On January 4, 1920, Nana joined Pine Street Methodist Episcopal Church. For most of the next 80 years, Nana was an active member of the Methodist Church, her attendance stopped only by her infirmities. When Pine Street Methodist Episcopal Church closed in 1933 and merged into what was then known as Chestnut Street Methodist Episcopal Church, she continued her various activities and interests there. It is there that she brought her children for baptism and where the center of family activity lay. Nana was active in the Bayside Group (a woman's church school class), the Women's Society of Christian Service (now United Methodist Women), and taught Sunday School in the Primary Department. She was church secretary at Chestnut Street for sixteen years prior to 1966, when her husband, E. Millett Cummings*, became a United Methodist minister at age 60. They sold their home in Portland and moved to Norway.
At some point during Nana's late teen years, she was going to Nashua, New Hampshire, to visit her cousin Emma, who was also a very dear friend. She had an hour's wait in Rochester, New Hampshire, and decided it was time to meet her older half-brother, Philip Hubbard, whom she knew about but had never met. So she used the time to go to the store where he worked. She saw a man that looked like her father, walked over to him, and asked if he was Philip Hubbard. She then told him that she was his sister and thus she gained a second brother, a sister-in-law, nieces and nephews.
Besides Aunt Bess, "Auntie" as she was affectionately known, Nana had another aunt, who lived in North Waterboro, Maine. Aunt Mertie had several daughters. Weekends Nana often took the train to South Waterboro and the stage to either North Waterboro or Limerick, depending on whether she was going to Aunt Mertie's or to her cousin's house. That particular weekend, she was headed to her cousin's when she overheard another passenger, a well-dressed, redheaded young man who kind of caught her eye, ask directions to her cousin's house in Limerick. He was a salesman who had been invited to stay with them when in town. No way was she going where he was going. A quick change of plans was called for and Nana got off the stage at Aunt Mertie's. Later she discovered that this young man was from Livermore, Maine, a son of Lincoln and Ada Cummings, but he was then living and working in Portland.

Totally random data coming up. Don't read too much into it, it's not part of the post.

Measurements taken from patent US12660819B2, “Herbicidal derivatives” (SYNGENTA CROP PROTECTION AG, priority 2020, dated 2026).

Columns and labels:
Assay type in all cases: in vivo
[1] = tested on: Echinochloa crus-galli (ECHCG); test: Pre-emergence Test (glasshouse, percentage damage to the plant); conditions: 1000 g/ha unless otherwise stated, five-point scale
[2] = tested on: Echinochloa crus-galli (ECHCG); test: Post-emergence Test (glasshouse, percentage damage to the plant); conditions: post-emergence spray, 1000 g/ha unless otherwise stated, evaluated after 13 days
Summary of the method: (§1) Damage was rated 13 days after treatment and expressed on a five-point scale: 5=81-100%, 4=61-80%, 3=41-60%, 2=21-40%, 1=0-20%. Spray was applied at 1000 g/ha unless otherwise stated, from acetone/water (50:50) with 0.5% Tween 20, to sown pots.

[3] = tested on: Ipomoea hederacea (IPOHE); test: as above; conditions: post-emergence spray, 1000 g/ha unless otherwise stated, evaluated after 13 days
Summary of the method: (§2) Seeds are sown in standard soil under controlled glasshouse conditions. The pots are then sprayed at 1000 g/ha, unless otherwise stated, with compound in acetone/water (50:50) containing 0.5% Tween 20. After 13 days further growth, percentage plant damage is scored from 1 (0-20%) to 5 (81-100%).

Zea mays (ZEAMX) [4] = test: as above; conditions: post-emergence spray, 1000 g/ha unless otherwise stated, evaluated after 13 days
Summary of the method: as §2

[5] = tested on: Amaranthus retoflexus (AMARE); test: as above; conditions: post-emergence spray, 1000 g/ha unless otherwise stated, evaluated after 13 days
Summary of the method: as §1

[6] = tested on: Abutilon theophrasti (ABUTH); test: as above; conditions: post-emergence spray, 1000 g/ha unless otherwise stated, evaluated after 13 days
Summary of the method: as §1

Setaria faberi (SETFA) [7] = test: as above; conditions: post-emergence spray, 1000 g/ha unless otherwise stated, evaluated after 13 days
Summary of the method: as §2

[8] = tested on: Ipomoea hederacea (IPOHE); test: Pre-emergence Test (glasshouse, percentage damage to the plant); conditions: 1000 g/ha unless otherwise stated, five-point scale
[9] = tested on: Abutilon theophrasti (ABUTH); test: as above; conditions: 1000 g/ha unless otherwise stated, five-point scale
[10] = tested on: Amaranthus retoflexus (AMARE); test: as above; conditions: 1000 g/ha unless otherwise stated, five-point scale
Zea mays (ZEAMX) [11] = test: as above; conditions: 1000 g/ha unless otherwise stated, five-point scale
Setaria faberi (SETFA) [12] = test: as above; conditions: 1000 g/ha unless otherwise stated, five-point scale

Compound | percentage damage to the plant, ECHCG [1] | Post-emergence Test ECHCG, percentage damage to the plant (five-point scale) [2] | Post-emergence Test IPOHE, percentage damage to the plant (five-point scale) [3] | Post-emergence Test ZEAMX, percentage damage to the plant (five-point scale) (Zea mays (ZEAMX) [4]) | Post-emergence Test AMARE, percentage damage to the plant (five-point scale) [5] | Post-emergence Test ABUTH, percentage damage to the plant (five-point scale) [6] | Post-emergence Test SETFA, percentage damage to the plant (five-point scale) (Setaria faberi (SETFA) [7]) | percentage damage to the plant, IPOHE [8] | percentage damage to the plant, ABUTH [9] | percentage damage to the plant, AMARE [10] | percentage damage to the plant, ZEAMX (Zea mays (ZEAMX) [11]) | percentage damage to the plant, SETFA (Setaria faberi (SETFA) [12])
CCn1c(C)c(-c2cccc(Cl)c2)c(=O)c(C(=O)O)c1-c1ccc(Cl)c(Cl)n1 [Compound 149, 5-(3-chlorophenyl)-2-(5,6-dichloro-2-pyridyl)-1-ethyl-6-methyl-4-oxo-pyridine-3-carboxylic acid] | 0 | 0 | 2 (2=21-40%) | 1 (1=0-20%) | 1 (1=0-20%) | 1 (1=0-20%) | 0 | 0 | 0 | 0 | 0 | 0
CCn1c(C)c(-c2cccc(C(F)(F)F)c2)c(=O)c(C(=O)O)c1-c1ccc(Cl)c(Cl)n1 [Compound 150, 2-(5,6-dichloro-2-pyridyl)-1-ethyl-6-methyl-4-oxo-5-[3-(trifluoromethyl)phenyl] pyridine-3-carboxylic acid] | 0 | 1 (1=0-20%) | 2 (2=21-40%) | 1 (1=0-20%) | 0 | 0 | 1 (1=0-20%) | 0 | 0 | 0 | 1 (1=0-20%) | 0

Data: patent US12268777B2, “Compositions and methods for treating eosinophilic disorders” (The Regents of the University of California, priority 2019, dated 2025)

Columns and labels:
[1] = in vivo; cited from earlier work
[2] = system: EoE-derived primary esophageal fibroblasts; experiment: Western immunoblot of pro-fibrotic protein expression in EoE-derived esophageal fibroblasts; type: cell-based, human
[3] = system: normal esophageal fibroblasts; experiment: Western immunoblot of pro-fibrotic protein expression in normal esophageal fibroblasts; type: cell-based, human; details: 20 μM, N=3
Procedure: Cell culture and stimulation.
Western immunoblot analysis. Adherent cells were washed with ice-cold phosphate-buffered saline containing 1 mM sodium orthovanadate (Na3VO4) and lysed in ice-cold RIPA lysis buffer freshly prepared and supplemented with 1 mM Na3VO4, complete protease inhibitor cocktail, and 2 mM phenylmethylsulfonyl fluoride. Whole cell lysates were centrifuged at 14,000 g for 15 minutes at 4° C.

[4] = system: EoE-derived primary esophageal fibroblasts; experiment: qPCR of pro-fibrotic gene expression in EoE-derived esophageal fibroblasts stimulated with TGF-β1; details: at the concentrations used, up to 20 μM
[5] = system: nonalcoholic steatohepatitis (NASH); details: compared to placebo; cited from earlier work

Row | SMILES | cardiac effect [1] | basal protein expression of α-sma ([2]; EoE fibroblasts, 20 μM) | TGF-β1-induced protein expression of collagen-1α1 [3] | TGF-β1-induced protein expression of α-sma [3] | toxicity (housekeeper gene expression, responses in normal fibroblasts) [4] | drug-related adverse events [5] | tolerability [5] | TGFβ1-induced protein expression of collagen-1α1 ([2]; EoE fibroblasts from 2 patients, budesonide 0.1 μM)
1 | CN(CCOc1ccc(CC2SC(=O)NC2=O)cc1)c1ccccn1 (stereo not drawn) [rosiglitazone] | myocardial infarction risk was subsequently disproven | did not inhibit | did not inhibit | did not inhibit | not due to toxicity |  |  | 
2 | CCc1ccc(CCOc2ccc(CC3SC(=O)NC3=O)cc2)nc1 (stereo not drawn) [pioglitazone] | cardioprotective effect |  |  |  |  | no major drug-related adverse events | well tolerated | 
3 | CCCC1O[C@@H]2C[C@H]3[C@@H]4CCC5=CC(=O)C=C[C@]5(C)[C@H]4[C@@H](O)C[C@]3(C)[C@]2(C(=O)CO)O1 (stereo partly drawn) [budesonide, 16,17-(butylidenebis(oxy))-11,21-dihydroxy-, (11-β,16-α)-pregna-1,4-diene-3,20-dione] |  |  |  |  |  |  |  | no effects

After a seven year courtship, Nana and Great Grampa were married on December 24, 1932 in Portsmouth, New Hampshire. Their first child was born December 2, 1933, a son, Philip Wilbur. Their second child was born December 28, 1934, a daughter, Beverly Jean. These were the Depression Years and it was hard to begin a family. Soon it was World War II and other types of challenges had to be met. However, in 1941, after the death of the Carls, they were able to purchase their home on Stevens Avenue in Portland, where they raised their two children. The second great tragedy in Nana's life was the untimely death of her beloved son in January of 1978. Another cross she had to bear was her blindness for nearly thirty years of her life.
Nana loved the stores in downtown Portland - Porteous, Rines, Owen Moores. She loved to shop, especially for Christmas. As the holiday approached, the corner of Nana's and Great Grampa's Stevens Avenue bedroom on her side of the bed was off limits as the packages came in and were wrapped to be placed under the tree later. When shopping became nearly an impossibility in later years (although with the aid of store wheel chairs, she got to do some herself), it had to be done by her daughter beginning in July at the very, very latest, four gifts for each child a book, a toy, an article of clothing, and a little money. This was a formula that her friend, Irma Boobar, said was what every child needed for Christmas. As the great grandchildren grew in number, this became a monumental task! Her back rooms in Norway were filled with presents.